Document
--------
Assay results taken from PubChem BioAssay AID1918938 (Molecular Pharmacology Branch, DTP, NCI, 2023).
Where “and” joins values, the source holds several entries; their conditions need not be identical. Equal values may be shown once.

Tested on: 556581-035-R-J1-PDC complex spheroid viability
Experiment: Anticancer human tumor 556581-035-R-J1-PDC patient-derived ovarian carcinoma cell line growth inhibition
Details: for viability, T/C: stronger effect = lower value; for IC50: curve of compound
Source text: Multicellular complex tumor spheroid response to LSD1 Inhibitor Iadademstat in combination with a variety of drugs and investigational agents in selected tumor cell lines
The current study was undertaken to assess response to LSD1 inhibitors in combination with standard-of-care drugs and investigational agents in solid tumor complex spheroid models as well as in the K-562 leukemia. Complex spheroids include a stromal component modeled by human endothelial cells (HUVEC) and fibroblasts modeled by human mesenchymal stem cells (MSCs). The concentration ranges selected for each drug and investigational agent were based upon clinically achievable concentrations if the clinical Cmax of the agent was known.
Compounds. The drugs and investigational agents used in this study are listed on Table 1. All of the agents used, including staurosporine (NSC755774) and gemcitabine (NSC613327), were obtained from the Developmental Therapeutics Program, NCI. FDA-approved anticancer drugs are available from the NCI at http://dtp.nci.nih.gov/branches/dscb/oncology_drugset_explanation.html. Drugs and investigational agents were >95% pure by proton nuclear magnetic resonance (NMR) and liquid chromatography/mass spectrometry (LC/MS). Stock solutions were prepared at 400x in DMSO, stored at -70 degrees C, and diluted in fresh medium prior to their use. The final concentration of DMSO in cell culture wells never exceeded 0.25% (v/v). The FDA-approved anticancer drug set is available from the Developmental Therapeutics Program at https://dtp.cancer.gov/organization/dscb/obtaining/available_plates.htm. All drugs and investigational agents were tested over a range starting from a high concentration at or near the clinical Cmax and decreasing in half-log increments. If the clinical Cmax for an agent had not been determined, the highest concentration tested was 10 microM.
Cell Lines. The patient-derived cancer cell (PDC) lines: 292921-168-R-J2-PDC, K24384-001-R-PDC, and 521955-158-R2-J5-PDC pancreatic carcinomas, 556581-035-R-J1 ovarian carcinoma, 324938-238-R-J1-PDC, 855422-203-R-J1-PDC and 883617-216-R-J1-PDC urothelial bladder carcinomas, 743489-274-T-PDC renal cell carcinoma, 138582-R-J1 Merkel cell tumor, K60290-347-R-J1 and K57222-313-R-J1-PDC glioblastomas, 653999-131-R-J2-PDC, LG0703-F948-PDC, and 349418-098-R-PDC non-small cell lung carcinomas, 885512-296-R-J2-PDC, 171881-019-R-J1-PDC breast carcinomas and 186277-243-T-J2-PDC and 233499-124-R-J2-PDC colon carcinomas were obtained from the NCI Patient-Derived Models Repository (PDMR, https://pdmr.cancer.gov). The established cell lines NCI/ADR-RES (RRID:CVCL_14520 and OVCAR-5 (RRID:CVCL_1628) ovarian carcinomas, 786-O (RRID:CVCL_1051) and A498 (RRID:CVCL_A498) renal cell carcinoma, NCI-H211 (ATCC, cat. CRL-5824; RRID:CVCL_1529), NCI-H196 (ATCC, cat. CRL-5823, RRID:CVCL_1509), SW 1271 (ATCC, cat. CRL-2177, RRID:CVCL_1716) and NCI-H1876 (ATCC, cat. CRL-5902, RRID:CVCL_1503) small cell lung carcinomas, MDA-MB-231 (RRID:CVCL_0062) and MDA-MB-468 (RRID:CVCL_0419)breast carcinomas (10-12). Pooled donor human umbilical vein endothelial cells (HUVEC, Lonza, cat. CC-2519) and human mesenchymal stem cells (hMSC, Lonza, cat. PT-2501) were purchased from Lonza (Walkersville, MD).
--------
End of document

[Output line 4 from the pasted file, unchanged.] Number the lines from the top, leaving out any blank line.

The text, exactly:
Experiment: Anticancer human tumor 556581-035-R-J1-PDC patient-derived ovarian carcinoma cell line growth inhibition